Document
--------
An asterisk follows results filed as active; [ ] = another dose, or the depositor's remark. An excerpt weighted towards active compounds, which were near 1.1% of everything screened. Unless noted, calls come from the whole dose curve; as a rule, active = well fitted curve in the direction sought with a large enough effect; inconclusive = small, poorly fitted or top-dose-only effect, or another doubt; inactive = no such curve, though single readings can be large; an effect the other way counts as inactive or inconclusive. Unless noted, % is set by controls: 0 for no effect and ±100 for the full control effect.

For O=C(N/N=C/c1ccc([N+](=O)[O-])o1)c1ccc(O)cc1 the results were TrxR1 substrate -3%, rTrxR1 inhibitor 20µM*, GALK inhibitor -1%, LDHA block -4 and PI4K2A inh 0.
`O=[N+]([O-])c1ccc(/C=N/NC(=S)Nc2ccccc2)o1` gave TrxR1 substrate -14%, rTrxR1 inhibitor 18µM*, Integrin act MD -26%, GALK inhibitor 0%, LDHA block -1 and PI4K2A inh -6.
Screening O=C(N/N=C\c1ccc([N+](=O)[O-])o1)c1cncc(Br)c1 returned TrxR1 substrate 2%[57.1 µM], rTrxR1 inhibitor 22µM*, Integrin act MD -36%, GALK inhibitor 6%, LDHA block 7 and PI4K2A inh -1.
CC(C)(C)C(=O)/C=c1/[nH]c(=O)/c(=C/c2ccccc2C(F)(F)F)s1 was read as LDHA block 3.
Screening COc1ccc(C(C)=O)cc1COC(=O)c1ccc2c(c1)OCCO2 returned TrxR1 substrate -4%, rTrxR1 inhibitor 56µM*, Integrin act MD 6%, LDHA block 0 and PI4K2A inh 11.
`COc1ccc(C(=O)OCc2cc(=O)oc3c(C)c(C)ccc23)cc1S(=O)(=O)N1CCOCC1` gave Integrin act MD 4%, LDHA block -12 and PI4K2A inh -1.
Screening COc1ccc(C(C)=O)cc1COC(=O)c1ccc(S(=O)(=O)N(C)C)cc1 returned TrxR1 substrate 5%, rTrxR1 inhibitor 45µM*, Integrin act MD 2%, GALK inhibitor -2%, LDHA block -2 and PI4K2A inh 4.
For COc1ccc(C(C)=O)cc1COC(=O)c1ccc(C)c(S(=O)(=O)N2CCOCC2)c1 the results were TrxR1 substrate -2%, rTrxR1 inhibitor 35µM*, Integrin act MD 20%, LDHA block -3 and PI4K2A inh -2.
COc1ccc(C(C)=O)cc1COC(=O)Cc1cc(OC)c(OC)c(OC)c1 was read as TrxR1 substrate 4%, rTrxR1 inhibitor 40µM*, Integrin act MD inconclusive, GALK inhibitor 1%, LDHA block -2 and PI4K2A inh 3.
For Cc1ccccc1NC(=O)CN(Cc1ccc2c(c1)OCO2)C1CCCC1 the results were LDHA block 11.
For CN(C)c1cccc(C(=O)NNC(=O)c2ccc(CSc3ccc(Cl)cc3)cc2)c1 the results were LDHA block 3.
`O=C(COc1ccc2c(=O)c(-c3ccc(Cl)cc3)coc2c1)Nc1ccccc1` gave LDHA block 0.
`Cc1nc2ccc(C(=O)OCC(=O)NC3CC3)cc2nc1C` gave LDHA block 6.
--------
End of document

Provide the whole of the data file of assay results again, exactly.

An asterisk follows results filed as active; [ ] = another dose, or the depositor's remark. An excerpt weighted towards active compounds, which were near 1.1% of everything screened. Unless noted, calls come from the whole dose curve; as a rule, active = well fitted curve in the direction sought with a large enough effect; inconclusive = small, poorly fitted or top-dose-only effect, or another doubt; inactive = no such curve, though single readings can be large; an effect the other way counts as inactive or inconclusive. Unless noted, % is set by controls: 0 for no effect and ±100 for the full control effect.

For O=C(N/N=C/c1ccc([N+](=O)[O-])o1)c1ccc(O)cc1 the results were TrxR1 substrate -3%, rTrxR1 inhibitor 20µM*, GALK inhibitor -1%, LDHA block -4 and PI4K2A inh 0.
`O=[N+]([O-])c1ccc(/C=N/NC(=S)Nc2ccccc2)o1` gave TrxR1 substrate -14%, rTrxR1 inhibitor 18µM*, Integrin act MD -26%, GALK inhibitor 0%, LDHA block -1 and PI4K2A inh -6.
Screening O=C(N/N=C\c1ccc([N+](=O)[O-])o1)c1cncc(Br)c1 returned TrxR1 substrate 2%[57.1 µM], rTrxR1 inhibitor 22µM*, Integrin act MD -36%, GALK inhibitor 6%, LDHA block 7 and PI4K2A inh -1.
CC(C)(C)C(=O)/C=c1/[nH]c(=O)/c(=C/c2ccccc2C(F)(F)F)s1 was read as LDHA block 3.
Screening COc1ccc(C(C)=O)cc1COC(=O)c1ccc2c(c1)OCCO2 returned TrxR1 substrate -4%, rTrxR1 inhibitor 56µM*, Integrin act MD 6%, LDHA block 0 and PI4K2A inh 11.
`COc1ccc(C(=O)OCc2cc(=O)oc3c(C)c(C)ccc23)cc1S(=O)(=O)N1CCOCC1` gave Integrin act MD 4%, LDHA block -12 and PI4K2A inh -1.
Screening COc1ccc(C(C)=O)cc1COC(=O)c1ccc(S(=O)(=O)N(C)C)cc1 returned TrxR1 substrate 5%, rTrxR1 inhibitor 45µM*, Integrin act MD 2%, GALK inhibitor -2%, LDHA block -2 and PI4K2A inh 4.
For COc1ccc(C(C)=O)cc1COC(=O)c1ccc(C)c(S(=O)(=O)N2CCOCC2)c1 the results were TrxR1 substrate -2%, rTrxR1 inhibitor 35µM*, Integrin act MD 20%, LDHA block -3 and PI4K2A inh -2.
COc1ccc(C(C)=O)cc1COC(=O)Cc1cc(OC)c(OC)c(OC)c1 was read as TrxR1 substrate 4%, rTrxR1 inhibitor 40µM*, Integrin act MD inconclusive, GALK inhibitor 1%, LDHA block -2 and PI4K2A inh 3.
For Cc1ccccc1NC(=O)CN(Cc1ccc2c(c1)OCO2)C1CCCC1 the results were LDHA block 11.
For CN(C)c1cccc(C(=O)NNC(=O)c2ccc(CSc3ccc(Cl)cc3)cc2)c1 the results were LDHA block 3.
`O=C(COc1ccc2c(=O)c(-c3ccc(Cl)cc3)coc2c1)Nc1ccccc1` gave LDHA block 0.
`Cc1nc2ccc(C(=O)OCC(=O)NC3CC3)cc2nc1C` gave LDHA block 6.